What would make a gifted, well-connected 29 year old choose to move into a Franciscan Friary and live in community with formerly homeless people? My friend Jonny has. Why? The short answer is that he heard a diagnosis to his generation’s discontent and it struck home – to the extent that he moved into a community born out of need, not choice, as an experiment in intentional community. Jonny explained what drove him to do this. The idea began in a lecture ‘Why do people in their 20’s leave the church?’ Soul Survivor’s Mike Pilavachi explains how a culture of consumerism, individualism and entitlement is eating into the psyche of 20-somethings. [1] The freedom of individualism, expressed through independent living with no definitive commitment to people or place is a phony freedom. We believe it’s our right to have whatever we want, whenever we want, yet we find ourselves crippled by the fear of committing to the ‘wrong’ person/place/career. In Postmodernity and Its Discontents, Zygmunt Bauman writes how “modern individuals are sentenced to a lifetime of choosing. And the art of choosing is mostly about avoiding one danger: that of missing an opportunity.” People of faith are not immune. Not even ministers. Henri Nouwen’s In the name of Jesus, describes ‘The Compulsive Minister’. In a society described as a ‘shipwreck’, “a dangerous network of domination and manipulation in which we can easily get entangled and lose our soul” [2]. Nouwen points to how horrendously secular our Christian lives can become, living our lives in such a “distracted way that we do not even take the time and rest to...
Sinner of the week?

Sinner of the week?

There was talk of ‘sins’ and a special guidance book, we sat in rows and listened to an inspirational speaker, we confessed our failings and told stories to encourage each other. There was even an offering collected…but this was not church. It was slimming world. The comparisons were striking. Are slimming clubs secular churches? Places where people who want change meet to be empowered and fellowship together. They work because they too harness the power of community; the commitment you put in is rewarded with life change. You need to connect but you are rewarded with a sense of belonging and a way of life to share. There’s just one snag. Here in the word of weight loss there’s no divine intervention. If you want this you have to make it happen for yourself. I’m pleased churches offer something more. The Spirit of God offers to become part of our lived experiences so that there is power to change to reinforce our will to change. I’m also relieved that the church hasn’t yet resorted to reading out lists of how well we’ve done this well and given us ‘Member of the Month’ certificates…although, come to think of...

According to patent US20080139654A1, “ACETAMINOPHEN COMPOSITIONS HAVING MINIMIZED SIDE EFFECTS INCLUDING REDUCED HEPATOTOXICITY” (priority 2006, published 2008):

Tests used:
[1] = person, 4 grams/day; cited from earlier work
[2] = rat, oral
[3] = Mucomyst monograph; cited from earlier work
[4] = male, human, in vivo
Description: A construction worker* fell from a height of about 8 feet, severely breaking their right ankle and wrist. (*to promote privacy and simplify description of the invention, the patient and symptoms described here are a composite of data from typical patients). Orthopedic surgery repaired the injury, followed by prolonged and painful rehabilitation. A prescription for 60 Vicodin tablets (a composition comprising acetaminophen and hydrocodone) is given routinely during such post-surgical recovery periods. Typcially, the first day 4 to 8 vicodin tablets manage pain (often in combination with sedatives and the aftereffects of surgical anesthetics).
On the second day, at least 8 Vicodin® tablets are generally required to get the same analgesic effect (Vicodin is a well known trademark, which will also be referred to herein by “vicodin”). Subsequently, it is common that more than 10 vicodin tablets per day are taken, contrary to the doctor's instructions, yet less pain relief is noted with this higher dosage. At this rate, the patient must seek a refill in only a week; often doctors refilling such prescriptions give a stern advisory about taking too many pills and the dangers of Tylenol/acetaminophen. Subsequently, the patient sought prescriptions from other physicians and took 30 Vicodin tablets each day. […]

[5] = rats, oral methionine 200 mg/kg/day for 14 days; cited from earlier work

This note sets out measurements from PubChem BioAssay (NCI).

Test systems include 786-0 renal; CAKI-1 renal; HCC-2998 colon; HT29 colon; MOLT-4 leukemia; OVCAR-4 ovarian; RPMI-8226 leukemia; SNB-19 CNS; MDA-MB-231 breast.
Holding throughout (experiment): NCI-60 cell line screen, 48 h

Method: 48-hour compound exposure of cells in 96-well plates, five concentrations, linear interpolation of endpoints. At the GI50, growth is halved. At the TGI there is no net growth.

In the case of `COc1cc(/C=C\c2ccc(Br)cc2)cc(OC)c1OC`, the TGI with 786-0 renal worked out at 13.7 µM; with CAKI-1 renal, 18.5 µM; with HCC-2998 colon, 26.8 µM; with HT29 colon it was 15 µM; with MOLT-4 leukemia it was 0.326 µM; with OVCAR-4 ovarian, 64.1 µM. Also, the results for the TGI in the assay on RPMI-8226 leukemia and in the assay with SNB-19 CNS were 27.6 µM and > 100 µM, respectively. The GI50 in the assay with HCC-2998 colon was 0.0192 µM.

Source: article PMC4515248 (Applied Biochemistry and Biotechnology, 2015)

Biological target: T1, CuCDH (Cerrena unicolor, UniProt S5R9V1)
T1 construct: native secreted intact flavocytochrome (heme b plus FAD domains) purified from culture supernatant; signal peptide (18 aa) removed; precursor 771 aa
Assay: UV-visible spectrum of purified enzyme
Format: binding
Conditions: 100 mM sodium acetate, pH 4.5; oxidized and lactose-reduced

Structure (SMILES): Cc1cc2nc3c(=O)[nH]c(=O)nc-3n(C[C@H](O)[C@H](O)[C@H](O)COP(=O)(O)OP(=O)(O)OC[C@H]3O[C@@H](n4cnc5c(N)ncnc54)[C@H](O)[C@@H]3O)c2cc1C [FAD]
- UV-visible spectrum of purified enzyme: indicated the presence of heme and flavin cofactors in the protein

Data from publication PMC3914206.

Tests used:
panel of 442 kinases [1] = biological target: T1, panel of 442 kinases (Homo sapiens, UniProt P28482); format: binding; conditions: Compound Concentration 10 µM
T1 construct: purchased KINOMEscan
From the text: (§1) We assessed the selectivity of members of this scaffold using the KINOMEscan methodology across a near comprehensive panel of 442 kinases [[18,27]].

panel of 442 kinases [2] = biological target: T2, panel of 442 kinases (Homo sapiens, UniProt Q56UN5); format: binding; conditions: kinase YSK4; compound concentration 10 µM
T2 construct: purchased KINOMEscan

Who do you think you are?

Who do you think you are?

Can a person be a ‘thoroughbred’? Some people pride themselves on their ethnic identity, imagining that as an individual they distinctly embody their cultural community. Nationalism encourages this. Yet advances in DNA mapping are revealing some truly amazing roots to the family trees of so-called ‘pure-bred’ patriots. The participants were asked to go on a journey to discover the sources of their mitochondrial DNA – that part of our genetic blueprint we inherit from our mothers, their mothers, and so on. Watch the results of an amazing experiment here: http://www.goodnet.org/articles/this-clip-shows-weve-more-in-common-than-we-think-video. The results were shocking. Notions of ‘racial’ separateness were swept away for all but a tiny number of African participants who, alone, could claim to have remained indigenous to their original birth-lands. The rest of the participants, and the vast majority of people across the world, are a mixture of genetics from people groups we may think of as innately ‘foreign’ today. An Arab in the group discovers their Jewish DNA, a Scandinavian is shocked by Oriental origins, a Kurdish woman confronts Turkish ancestry and a Brit learns of German heritage. I love this experiment, especially the discombobulation of those who had vested so much of their sense of self in what assumed was a water-tight national identity. Genetics are forcing a reconsideration of ‘race’. There is truly one human race. All of today’s ethnic groups have African origins. Ethnicity has amazing diversity and cultural differences can be acute, but, the building blocks of our very being tell us that there is so much more that unites than divides us.  ...